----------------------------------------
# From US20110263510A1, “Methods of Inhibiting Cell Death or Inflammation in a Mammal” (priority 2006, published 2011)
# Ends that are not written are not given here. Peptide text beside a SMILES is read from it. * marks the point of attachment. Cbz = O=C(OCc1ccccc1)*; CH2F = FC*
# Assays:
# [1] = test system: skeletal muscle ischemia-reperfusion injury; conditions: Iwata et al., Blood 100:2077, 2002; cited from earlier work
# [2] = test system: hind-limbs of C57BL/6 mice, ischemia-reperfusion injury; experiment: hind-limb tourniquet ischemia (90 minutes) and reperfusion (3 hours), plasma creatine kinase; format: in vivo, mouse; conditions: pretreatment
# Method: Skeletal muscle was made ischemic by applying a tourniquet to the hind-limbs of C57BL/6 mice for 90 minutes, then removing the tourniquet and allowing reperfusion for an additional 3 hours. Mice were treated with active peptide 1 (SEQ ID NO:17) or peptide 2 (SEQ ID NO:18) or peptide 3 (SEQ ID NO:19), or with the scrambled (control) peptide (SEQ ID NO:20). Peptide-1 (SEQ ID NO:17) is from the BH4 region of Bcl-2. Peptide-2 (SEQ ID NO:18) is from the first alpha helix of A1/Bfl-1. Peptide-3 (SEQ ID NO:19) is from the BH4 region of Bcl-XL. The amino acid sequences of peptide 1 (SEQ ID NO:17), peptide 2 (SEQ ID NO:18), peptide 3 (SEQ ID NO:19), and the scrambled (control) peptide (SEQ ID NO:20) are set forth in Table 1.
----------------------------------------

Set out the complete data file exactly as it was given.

# From US20110263510A1, “Methods of Inhibiting Cell Death or Inflammation in a Mammal” (priority 2006, published 2011)
# Ends that are not written are not given here. Peptide text beside a SMILES is read from it. * marks the point of attachment. Cbz = O=C(OCc1ccccc1)*; CH2F = FC*
# Assays:
# [1] = test system: skeletal muscle ischemia-reperfusion injury; conditions: Iwata et al., Blood 100:2077, 2002; cited from earlier work
# [2] = test system: hind-limbs of C57BL/6 mice, ischemia-reperfusion injury; experiment: hind-limb tourniquet ischemia (90 minutes) and reperfusion (3 hours), plasma creatine kinase; format: in vivo, mouse; conditions: pretreatment
# Method: Skeletal muscle was made ischemic by applying a tourniquet to the hind-limbs of C57BL/6 mice for 90 minutes, then removing the tourniquet and allowing reperfusion for an additional 3 hours. Mice were treated with active peptide 1 (SEQ ID NO:17) or peptide 2 (SEQ ID NO:18) or peptide 3 (SEQ ID NO:19), or with the scrambled (control) peptide (SEQ ID NO:20). Peptide-1 (SEQ ID NO:17) is from the BH4 region of Bcl-2. Peptide-2 (SEQ ID NO:18) is from the first alpha helix of A1/Bfl-1. Peptide-3 (SEQ ID NO:19) is from the BH4 region of Bcl-XL. The amino acid sequences of peptide 1 (SEQ ID NO:17), peptide 2 (SEQ ID NO:18), peptide 3 (SEQ ID NO:19), and the scrambled (control) peptide (SEQ ID NO:20) are set forth in Table 1.